Circuit Letter from the Editor

Rachel Alexander

Editor-in-Chief Rachel Alexander. Photo by Susie Krikava.
Editor-in-Chief Rachel Alexander. Photo by Susie Krikava.

I’ve sat down to write this letter half a dozen times, but it’s always seemed like an impossible task. My predecessors, sitting where I am today, have reflected elegantly on their time at Whitman and spoken about how much running The Pioneer and producing The Circuit have shaped their college experiences. These sentiments are no less true for me––without a doubt, The Pio has been the defining aspect of my college life. During my time here, I’ve gotten to interview the likes of Dan Savage and Rigoberta Menchú, received a national college journalism award and used my experience to get a real job at a daily newspaper. I’ve also had days where work kept me busy from 7 a.m. until midnight, nights spent curled up in a ball crying from sheer exhaustion and weeks where I relied on the promise of hugs and home-cooked meals from my friends to find the strength to get out of bed.

At Whitman as in the rest of the world, people with long lists of impressive accomplishments or leadership titles are held up as examples. But if there’s one thing my work on this campus has taught me, it’s that we’re only as good as the community that holds us up. During my time here, friends, classmates, professors and colleagues have supported me in more ways than I can count, by listening, caring, distracting, feeding, encouraging and inspiring. And while my experiences aren’t universal, I’m willing to bet that all leaders on this campus, whether they’re running ASWC, editing a publication or doing groundbreaking research, have only been able to achieve what they have with the love and support of others.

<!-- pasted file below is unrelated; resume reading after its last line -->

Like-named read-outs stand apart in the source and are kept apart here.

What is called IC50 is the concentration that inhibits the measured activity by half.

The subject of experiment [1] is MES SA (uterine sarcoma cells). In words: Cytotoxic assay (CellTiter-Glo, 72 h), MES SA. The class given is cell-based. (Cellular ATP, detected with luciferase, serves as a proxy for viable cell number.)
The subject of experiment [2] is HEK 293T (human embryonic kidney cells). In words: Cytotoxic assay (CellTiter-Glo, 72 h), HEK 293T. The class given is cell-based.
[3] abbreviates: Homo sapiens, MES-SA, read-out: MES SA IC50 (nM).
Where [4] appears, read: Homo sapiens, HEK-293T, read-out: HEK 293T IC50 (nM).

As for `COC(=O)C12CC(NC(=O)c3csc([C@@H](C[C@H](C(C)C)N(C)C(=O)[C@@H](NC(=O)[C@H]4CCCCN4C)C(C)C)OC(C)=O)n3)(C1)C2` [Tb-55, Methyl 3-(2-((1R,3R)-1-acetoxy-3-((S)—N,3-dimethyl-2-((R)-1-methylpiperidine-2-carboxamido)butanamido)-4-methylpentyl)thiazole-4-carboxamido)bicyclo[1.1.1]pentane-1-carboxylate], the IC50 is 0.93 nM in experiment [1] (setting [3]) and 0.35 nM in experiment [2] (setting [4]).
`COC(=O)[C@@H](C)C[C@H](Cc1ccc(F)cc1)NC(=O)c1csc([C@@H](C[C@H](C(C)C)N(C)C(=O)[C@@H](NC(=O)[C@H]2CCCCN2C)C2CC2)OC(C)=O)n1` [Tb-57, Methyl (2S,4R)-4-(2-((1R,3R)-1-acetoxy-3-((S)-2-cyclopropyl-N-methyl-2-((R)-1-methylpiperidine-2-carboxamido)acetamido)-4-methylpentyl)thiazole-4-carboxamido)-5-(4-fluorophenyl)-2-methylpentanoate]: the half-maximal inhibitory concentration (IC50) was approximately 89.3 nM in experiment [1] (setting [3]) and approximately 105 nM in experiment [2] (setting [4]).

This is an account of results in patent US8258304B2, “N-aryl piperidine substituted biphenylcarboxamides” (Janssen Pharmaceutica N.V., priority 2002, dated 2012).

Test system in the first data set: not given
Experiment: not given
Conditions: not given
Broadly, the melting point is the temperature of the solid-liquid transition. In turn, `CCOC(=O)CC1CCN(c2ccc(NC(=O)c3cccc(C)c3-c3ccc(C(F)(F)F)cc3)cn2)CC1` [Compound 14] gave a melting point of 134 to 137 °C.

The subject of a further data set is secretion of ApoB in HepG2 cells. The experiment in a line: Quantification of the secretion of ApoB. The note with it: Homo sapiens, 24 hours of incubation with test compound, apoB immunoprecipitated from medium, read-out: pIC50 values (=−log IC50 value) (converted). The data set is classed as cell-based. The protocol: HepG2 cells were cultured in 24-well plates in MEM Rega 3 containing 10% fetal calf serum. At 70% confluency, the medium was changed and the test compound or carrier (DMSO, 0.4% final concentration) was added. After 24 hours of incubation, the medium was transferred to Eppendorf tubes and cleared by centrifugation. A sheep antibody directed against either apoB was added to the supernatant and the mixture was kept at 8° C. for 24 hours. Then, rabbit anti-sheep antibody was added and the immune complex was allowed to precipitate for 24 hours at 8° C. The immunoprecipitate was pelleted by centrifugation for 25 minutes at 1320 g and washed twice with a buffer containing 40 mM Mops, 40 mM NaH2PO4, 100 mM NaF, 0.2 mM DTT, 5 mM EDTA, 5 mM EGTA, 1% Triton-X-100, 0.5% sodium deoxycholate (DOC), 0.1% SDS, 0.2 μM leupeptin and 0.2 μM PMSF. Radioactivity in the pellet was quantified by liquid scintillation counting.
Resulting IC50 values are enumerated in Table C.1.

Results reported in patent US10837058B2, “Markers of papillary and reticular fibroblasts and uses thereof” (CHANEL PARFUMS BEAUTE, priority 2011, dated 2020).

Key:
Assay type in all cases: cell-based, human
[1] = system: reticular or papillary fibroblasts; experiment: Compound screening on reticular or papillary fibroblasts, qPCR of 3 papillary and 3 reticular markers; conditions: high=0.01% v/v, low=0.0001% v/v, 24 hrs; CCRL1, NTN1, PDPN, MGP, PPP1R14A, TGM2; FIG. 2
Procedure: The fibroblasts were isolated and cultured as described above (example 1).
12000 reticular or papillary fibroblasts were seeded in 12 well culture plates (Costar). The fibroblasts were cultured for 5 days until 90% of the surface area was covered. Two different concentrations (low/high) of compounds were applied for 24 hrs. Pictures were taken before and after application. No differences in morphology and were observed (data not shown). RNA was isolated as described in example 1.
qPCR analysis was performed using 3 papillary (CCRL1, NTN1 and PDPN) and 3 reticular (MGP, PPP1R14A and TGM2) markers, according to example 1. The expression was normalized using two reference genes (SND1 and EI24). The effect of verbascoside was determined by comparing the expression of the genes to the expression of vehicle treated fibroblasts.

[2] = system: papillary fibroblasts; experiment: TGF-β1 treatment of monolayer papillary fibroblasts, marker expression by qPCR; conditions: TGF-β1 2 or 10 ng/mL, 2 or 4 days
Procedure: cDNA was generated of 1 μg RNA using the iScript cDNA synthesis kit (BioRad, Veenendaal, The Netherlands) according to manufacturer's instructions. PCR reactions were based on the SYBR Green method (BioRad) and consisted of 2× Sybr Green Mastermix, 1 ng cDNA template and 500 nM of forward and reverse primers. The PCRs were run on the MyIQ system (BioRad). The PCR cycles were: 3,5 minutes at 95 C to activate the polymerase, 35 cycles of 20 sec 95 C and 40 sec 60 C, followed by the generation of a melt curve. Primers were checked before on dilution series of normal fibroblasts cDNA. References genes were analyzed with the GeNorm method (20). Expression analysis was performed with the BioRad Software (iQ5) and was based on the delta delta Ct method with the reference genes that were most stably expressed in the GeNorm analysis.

Support work isn’t often acknowledged. It doesn’t raise your GPA and it can’t be put on a resume, but it’s absolutely vital for the structural integrity of a campus built on achievement. I’m immensely grateful to everyone who has allowed me to accomplish what I have while at Whitman, and I hope that someday, we can recognize how many friends cooking dinner or offering a shoulder to cry on are contained within a groundbreaking newspaper article.